In logic, consistency and inconsistency are important concepts. They are also relational concepts in that a claim, by itself, is neither consistent nor inconsistent. It can only be consistent or inconsistent relative to another claim.
Two claims are consistent when both can be true at the same time. For example, the claim “lying is sometimes acceptable” is consistent with the claim “lying is sometimes unacceptable.” This is because both claims could be correct.
Two claims are inconsistent when both cannot be true at the same. They can, and this is important to note, both be false at the same time. For example, the claim “national health care would do more good than harm for America” is inconsistent with the claim “national health care would do more harm than good for America.” This is because while these claims cannot both be true at the same time, they could both be false. National health care might, for example, be neutral in terms of overall benefits and harms.
While people sometimes use “inconsistent” and “contradictory” interchangeably, they do not mean the same thing. If two claims contradict each other, then one must be false and the other true. For example, the claims “God exists” and “God does not exist” are contradictory claims. If one is true, the other must be false.
Because of the nature of inconsistent claims, if someone makes inconsistent claims, then at least one of their claims must be false (and it is worth remembering that all their claims might be false). Similarly, if a person accepts principles that are inconsistent or entail inconsistent claims, then at least one of the principles must be flawed. This assumes, of course, that principles have truth values. Not surprisingly, theories must also be internally consistent-a theory that has inconsistencies must contain at least one false claim.
The fact that two (or more) claims are inconsistent does not show which of them is false—the inconsistency just shows that they all cannot be true at the same time. Sorting out the true from the false is another matter entirely.
Given that logically inconsistent claims cannot be true at the same time, it is irrational to accept such claims when their inconsistency is known. This can be used a basic method of argumentation.
Step 1: Show that two claims made by a person or principles held by a person are inconsistent.
Step 2: Conclude that both cannot be true/correct.
For example, suppose Kelly seems to accept the that people should be treated equally but also asserts that certain people should receive special treatment. On the face of it, there seems to be an inconsistency here: If people should be treated equally, then certain people should not receive special treatment. But, if some people should receive special treatment, then all people should not be treated equally. Therefore, one of the principles must be incorrect.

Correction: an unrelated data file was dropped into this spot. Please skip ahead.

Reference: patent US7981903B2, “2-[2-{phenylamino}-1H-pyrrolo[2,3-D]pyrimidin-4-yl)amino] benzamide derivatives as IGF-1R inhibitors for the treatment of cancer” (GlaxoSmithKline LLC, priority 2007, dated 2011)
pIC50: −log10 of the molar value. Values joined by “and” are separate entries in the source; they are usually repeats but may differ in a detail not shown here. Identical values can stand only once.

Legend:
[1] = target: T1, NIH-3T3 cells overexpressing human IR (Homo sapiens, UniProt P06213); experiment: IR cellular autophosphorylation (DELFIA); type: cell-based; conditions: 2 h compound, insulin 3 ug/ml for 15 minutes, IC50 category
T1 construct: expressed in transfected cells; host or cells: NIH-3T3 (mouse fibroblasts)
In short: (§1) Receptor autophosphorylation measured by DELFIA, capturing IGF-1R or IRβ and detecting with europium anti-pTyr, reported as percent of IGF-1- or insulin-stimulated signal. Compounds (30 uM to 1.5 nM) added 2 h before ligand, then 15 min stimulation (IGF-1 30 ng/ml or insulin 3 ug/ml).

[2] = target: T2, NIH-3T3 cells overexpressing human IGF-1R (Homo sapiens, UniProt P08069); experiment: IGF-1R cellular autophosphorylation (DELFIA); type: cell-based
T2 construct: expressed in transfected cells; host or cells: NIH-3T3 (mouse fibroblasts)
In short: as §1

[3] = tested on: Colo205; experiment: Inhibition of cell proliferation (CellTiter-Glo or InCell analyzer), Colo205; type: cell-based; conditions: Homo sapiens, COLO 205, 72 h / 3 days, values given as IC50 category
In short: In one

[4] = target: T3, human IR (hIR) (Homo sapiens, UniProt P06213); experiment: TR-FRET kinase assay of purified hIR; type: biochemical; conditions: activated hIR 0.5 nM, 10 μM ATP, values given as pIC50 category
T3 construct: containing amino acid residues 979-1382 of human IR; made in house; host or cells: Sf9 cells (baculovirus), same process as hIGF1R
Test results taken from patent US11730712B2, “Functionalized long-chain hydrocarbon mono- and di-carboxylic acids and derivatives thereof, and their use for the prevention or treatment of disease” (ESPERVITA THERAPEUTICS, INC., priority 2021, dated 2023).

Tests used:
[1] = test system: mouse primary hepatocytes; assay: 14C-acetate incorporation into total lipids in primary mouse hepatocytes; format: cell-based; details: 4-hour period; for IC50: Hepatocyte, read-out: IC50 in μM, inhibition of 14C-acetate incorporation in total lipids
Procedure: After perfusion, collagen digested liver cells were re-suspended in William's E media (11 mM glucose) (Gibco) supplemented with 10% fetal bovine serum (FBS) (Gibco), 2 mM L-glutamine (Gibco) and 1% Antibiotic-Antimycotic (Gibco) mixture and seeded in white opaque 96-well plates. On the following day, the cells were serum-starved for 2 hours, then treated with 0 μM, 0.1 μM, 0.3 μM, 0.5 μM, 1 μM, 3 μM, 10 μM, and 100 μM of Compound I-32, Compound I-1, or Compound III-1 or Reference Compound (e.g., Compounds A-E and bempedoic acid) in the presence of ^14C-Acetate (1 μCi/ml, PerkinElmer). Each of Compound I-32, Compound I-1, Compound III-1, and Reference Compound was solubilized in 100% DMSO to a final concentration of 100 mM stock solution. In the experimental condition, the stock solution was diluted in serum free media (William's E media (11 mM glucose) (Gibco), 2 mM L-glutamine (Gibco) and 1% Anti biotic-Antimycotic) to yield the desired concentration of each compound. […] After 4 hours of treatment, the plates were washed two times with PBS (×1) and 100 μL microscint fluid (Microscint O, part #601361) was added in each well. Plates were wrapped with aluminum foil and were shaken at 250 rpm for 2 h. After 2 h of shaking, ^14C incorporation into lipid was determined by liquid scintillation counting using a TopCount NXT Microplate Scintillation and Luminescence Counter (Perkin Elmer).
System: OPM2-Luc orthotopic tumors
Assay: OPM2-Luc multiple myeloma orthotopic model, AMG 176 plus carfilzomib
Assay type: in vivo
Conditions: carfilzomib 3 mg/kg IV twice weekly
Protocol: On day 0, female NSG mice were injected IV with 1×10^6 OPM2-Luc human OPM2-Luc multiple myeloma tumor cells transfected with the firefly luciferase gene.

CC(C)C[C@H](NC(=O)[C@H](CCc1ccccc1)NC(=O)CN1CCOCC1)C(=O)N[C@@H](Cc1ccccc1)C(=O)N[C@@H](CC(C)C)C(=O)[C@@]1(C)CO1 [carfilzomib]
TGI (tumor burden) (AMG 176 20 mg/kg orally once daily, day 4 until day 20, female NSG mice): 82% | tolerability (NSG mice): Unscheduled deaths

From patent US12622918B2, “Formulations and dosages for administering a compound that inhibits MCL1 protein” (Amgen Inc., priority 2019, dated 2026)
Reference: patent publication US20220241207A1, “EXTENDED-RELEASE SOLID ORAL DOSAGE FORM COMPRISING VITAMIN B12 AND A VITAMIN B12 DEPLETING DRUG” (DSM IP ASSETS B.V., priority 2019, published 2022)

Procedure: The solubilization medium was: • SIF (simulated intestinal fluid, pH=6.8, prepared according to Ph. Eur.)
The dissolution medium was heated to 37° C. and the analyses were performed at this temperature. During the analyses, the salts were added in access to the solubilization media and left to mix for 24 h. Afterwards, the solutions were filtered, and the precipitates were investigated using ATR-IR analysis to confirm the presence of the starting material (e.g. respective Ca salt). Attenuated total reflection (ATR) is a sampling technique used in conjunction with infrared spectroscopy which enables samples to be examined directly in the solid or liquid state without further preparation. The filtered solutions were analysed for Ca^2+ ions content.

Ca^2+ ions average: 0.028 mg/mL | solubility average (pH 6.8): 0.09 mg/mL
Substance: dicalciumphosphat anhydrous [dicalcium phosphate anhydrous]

While this method is logically solid it suffers from the usual weakness of logic as a persuasive device. People can, of course, simply hold to inconsistent claims and refuse to be persuaded that at least one of them must be false.
Of course, the fact that there is an inconsistency does not show which claim or principle is mistaken—it just shows that at least one must be incorrect. Unless, of course, there is a reasonable way to respond to the charge of inconsistency.
As with most attacks and criticisms, there are ways to respond to a charge of inconsistency. One way is to abandon one of the inconsistent claims or principles. Obviously, the least plausible claim or principle should be the one rejected. For example, Kelly might decide to abandon the principle that some people should receive special treatment and stick with the principle that people should be treated equally. This is obviously not much of a defense. However, if there are excellent reasons to reject one (or more) of claims, then this would be the logical thing to do.
In some cases, it is possible to respond to the charge of inconsistency by dissolving the inconsistency. This can be done by showing that the inconsistency is merely apparent. This is achieved by arguing that the claims/principles are consistent. For example, Kelly might present the following reply: treating people equally requires providing special treatment to certain groups or people. For example, allowing equal access to public facilities requires provided some people with special treatment in the form of ramps and special parking. Thus, the inconsistency has been dissolved.
While logical consistency and inconsistency are straightforward, things can get complicated when other philosophical views some into play. For two claims to be logical consistent they must be true or false (but not both at the same time). If the claims are relative, subjective or without any truth value, then the situation becomes rather problematic.